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Robots Are Ready To Fill Your Kroger Order

Courtesy Kroger, Ocado
An air traffic control system directs the 1,000 robots to fill orders and then get them to delivery trucks.

In a Monroe, Ohio, warehouse the size of seven football fields, 1,000 robots are getting the go-ahead to whiz around and collect your Kroger groceries in as little as six minutes for a 50-item order. (3 minutes to collect + 3 minutes to load into a van) This so-called "shed" is the first of 20 customer fulfillment centers in the U.S. the nation's largest grocery store chain has planned.

When Kroger broke ground in 2018 on Hamilton Lebanon Road, CEO Rodney McMullen said, "Kroger is joining with the best partners in the world to co-innovate and leverage technology to redefine the customer experience. We are incredibly excited to partner with Ocado [an online grocery store based in the U.K.] to transform the industry and deliver on our 'Restock Kroger' vision to serve America through food inspiration and uplift."

Now the Monroe fulfillment center is ready to open.

Here's how it works:

  • Proprietary air-traffic control systems orchestrate the movement of 1,000 bots on giant 3D grids
  • The grid, also know as "The Hive," contains totes with products and ready customer orders
  • The bots retrieve products from The Hive and sort them for delivery. This process is governed by algorithms so eggs don't end up on the bottom of the bag, for example
  • Each order is optimized to fit into the lowest number of bags to reduce the use of plastic
  • Up to 20 orders are loaded into temperature-controlled Kroger Delivery vans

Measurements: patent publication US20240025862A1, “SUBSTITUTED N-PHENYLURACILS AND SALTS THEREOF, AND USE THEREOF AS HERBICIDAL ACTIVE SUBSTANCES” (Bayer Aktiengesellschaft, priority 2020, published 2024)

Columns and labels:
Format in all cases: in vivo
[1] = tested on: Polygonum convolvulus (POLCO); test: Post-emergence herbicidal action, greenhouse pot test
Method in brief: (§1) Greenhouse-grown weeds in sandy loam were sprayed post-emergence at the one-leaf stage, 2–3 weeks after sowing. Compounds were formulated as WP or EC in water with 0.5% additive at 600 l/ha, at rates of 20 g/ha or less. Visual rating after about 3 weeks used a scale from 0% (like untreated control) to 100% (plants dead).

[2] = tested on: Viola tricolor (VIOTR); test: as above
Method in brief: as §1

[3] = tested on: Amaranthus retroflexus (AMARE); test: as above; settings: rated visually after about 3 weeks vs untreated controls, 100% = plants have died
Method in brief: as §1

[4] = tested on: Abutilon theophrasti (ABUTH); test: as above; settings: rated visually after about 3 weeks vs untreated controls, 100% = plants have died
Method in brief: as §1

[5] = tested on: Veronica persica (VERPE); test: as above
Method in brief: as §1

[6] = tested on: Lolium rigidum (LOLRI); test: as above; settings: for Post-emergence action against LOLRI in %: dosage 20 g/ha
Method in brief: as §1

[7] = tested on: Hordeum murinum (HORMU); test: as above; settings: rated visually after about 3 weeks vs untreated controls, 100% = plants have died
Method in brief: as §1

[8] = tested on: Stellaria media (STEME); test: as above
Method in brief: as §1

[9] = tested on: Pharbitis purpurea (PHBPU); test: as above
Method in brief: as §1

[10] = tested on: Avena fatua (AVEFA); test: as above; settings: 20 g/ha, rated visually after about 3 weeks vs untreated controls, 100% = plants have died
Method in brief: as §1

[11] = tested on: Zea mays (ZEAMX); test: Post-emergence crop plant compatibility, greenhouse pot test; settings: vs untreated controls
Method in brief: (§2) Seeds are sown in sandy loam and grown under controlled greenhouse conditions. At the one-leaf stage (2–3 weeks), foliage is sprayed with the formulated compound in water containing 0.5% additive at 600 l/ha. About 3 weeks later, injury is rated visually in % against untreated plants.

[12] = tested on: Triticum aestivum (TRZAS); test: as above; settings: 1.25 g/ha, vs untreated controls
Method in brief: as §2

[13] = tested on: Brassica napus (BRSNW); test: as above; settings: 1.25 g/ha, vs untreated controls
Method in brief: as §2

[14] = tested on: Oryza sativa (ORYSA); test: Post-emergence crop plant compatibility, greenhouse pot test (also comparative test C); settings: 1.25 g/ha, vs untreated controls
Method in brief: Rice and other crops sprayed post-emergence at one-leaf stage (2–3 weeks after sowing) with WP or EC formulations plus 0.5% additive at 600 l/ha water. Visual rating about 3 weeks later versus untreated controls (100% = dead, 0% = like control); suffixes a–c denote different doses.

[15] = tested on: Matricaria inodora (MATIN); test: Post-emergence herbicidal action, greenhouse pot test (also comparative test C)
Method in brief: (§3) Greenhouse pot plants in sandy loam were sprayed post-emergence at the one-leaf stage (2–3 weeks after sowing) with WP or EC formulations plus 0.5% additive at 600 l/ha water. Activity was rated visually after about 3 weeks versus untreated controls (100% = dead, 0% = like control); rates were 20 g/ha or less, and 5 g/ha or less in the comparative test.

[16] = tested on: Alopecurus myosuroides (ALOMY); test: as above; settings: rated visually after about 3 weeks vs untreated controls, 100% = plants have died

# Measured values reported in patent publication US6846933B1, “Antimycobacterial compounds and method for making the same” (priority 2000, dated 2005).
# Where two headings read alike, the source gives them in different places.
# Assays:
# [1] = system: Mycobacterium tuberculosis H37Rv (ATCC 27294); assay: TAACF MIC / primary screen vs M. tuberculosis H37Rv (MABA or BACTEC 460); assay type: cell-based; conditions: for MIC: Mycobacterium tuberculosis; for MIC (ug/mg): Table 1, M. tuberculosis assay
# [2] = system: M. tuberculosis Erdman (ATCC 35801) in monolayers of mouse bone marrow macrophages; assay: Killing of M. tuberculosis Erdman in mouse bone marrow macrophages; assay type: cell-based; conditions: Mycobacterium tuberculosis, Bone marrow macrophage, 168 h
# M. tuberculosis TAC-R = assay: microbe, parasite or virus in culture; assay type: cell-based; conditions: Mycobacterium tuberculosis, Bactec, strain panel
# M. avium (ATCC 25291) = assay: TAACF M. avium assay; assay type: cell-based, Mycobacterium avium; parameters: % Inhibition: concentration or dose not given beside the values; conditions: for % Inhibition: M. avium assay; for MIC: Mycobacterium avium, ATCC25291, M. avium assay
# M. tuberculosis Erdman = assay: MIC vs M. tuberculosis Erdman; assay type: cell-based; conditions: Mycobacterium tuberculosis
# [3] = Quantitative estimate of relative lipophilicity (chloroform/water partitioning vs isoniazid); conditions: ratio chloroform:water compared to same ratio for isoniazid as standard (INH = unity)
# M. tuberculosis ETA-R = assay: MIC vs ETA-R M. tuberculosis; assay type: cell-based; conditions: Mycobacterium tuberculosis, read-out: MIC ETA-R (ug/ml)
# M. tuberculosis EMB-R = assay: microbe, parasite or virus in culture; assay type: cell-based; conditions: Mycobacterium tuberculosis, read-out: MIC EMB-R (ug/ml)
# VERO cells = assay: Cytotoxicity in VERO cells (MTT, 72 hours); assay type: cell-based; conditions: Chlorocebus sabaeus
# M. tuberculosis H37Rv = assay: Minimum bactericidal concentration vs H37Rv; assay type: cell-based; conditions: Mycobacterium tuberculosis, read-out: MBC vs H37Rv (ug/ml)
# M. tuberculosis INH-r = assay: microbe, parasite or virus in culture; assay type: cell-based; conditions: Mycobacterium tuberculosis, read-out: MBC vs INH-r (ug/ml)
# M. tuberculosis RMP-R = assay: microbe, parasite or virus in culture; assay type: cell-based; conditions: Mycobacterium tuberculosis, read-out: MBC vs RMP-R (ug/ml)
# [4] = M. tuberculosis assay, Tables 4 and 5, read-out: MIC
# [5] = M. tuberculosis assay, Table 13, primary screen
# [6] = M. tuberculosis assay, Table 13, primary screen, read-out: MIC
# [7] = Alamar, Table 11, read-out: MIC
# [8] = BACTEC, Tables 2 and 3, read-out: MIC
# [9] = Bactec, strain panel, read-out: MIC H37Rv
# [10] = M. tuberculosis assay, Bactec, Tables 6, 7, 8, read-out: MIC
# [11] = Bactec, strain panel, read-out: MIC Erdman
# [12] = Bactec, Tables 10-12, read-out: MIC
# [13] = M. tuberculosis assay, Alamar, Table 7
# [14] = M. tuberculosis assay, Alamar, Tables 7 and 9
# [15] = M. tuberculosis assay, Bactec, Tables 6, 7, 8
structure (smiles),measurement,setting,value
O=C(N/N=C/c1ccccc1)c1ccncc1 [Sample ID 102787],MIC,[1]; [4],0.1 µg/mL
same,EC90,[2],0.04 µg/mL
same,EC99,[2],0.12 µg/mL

• Algorithms figure out delivery routes, taking into account road conditions and fuel efficiency
Credit Kroger

During a Wednesday virtual news conference, McMullen said, "2020 was a pivotal year for grocery e-commerce, with Kroger's digital business scaling to over $10 billion - and achieving a record digital sales increase of 116%. We're incredibly proud to achieve this milestone that advances our position as one of America's leading e-commerce companies."

Kroger Does Have Competition

Kroger is not alone in filling its online orders fast. Amazon bought Whole Foods in 2017 for $13 billion. It has now begun to open brick and mortar grocery stores androbots are reportedly part of the plan.Walmart has its own fulfillment centerswhere "robots can fill grocery orders up to 10 times faster than humans."

NPR's Here and Now talked to WVXU about Kroger's plan and the competition in 2019.

What's Next?

Kroger plans to open other fulfillment centers. The next one is in a market new to the company - Groveland, Florida. Other locations include Atlanta; Dallas; Frederick, Maryland; Phoenix; Pleasant Prairie, Wisconsin; Romulus, Michigan; and the Pacific Northwest and West regions.

Ann Thompson has decades of journalism experience in the Greater Cincinnati market and brings a wealth of knowledge and expertise to her reporting.